Consumer use promoted tweet to complain about lost bags with BA

Years ago, if customers received shoddy service or goods, all we could do was send an irate letter to the customer services department, or moan to our friends over a pint at our local. These days however, with the rise of social media and the immediacy of posts and tweets reaching fellow customers, should the big companies be a little more wary if they get things wrong?

Take the example of businessman Hasan Syed who was getting fed up with the way British Airways was handling his father’s lost luggage. Syed decided to buy a ‘promoted tweet’ in order to complain about the company. A promoted tweet is one that is given a very high prominence with the twitter feed, and therefore reaches a much higher audience. They are usually bought by advertisers but Mr Syed bought one and posted up: “Don’t fly @BritishAirways. Their customer service is horrendous.”


It is thought that Mr Syed paid around £1,000 for the tweet, which was promptly re-tweeted around the world, for a good 6 hours until a representative of British Airways saw it and was able to comment on it.

The tweet was picked up by a news website Mashable and read by millions of Twitter users, who re-tweeted the message and commented on it themselves. Mr Syed was not happy with the way British Airways were dealing with losing his fathers luggage on a trip from Chicago to Paris at the weekend, and decided to take on airline to vent his frustration.


When British Airways finally noticed the tweet, they replied: “Sorry for the delay in responding, our twitter feed is open 09:00-17:00 GMT. Please DM [direct message] your baggage ref and we’ll look into this.”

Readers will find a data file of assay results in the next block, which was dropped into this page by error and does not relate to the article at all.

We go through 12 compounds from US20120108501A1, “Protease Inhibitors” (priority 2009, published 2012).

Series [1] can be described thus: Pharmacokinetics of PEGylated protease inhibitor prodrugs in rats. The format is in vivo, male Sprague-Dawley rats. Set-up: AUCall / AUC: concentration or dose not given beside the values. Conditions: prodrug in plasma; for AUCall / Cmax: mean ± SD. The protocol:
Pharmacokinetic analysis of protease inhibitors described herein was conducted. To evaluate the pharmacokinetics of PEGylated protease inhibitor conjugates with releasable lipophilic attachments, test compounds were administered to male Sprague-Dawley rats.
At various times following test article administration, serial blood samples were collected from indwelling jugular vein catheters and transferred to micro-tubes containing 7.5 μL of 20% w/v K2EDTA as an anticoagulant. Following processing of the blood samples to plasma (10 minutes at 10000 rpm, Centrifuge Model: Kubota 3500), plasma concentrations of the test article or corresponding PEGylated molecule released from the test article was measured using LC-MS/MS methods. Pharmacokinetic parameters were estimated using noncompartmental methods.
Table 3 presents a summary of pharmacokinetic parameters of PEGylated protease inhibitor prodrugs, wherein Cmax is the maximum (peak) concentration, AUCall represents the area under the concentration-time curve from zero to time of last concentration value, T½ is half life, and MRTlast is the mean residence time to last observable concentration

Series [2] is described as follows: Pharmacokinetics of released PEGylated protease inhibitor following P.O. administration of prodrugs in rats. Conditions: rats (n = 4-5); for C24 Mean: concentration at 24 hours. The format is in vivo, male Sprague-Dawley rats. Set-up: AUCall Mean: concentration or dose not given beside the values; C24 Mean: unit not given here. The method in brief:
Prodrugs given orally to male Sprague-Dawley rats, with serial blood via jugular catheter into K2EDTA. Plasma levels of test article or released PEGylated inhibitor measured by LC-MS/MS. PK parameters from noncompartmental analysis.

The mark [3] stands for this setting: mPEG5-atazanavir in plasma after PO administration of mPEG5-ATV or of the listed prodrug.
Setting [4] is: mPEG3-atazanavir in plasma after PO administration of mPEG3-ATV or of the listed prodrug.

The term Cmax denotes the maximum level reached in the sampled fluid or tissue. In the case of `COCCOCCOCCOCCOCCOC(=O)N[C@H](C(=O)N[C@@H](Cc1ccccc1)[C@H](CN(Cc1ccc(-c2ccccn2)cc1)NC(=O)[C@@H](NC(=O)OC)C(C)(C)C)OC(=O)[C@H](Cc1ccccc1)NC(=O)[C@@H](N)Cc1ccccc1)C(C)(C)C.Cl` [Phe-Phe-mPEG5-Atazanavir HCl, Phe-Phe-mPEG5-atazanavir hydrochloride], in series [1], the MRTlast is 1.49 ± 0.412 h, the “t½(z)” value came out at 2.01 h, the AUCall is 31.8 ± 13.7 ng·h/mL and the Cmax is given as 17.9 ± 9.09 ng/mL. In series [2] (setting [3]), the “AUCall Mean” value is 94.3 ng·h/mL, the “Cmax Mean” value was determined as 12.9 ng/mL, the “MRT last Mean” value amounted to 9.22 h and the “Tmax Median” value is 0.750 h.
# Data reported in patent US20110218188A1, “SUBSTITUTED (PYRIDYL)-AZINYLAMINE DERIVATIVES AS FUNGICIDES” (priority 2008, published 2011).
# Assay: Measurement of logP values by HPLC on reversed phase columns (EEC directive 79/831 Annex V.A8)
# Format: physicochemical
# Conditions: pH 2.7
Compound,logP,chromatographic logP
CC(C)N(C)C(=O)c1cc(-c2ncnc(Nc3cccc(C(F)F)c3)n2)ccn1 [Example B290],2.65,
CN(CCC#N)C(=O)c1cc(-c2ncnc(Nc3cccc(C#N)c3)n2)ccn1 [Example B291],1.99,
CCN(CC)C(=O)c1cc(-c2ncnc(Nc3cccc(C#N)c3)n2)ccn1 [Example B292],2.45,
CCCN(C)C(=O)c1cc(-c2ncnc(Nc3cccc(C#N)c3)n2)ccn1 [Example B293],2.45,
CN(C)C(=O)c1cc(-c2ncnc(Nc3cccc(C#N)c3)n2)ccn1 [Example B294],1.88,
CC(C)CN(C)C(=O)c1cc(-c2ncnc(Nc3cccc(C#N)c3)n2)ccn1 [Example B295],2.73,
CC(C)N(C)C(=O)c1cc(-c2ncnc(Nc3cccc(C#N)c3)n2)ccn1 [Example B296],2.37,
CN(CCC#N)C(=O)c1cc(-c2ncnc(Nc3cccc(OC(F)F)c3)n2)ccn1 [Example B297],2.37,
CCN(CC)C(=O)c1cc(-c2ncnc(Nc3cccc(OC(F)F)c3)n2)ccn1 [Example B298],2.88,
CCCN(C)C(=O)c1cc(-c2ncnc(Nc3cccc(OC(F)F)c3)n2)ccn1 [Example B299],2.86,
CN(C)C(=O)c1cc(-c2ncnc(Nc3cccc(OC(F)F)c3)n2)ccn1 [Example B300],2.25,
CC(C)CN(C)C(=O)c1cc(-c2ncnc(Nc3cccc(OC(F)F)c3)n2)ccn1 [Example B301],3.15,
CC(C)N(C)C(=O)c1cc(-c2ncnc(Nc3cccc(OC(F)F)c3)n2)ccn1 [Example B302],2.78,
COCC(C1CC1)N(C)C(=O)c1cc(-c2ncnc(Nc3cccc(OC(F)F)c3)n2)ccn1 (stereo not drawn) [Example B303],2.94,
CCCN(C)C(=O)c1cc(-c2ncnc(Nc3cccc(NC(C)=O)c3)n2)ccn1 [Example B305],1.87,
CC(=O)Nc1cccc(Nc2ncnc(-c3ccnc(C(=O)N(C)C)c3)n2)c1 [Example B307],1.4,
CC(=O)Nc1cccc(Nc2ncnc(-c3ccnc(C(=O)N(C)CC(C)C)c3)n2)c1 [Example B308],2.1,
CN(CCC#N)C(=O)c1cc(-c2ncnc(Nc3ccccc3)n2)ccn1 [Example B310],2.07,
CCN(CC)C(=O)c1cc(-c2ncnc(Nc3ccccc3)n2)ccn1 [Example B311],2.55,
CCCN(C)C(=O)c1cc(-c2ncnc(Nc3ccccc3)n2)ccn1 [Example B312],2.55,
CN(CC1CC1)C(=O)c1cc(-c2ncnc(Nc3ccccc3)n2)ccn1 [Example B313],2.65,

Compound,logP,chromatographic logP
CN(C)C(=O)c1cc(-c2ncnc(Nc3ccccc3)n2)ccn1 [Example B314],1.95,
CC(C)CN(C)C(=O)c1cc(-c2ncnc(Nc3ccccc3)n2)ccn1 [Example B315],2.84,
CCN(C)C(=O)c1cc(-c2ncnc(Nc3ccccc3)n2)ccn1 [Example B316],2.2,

© Lee Beaumont

© Lee Beaumont

This is not the only case of members of the public using modern technology to fight back against the large organizations. In fact, another businessman, 25 year old Lee Beaumont was so fed up with receiving cold callers on the telephone, that he set up his very own premium phone line number, so that when the callers rang him, they were charged a premium rate, and he was pocketing the money.

Mr Beaumont said that he was inundated with cold callers, especially from salesmen offering PPI compensation, so he decided to make some money from them, and paid £10 plus VAT to set up his own premium line, and every time they called him, he was making money, He has since made around £300 since the line went live.

As for Mr Syed, his tweet appears to have had the desired effect, as BA contacted him with this message: “We would like to apologise to the customer for the inconvenience caused. We have been in contact with the customer and the bag is due to be delivered today.”

So it does appear that complaining in a digital age is much more effective than simply writing a letter or calling from a phone. We suggest using social media, such as Facebook, or Twitter, but remember that when you are complaining, you cannot say anything that is untrue or slanderous, or you might be heading for the courts, and not a resolution.

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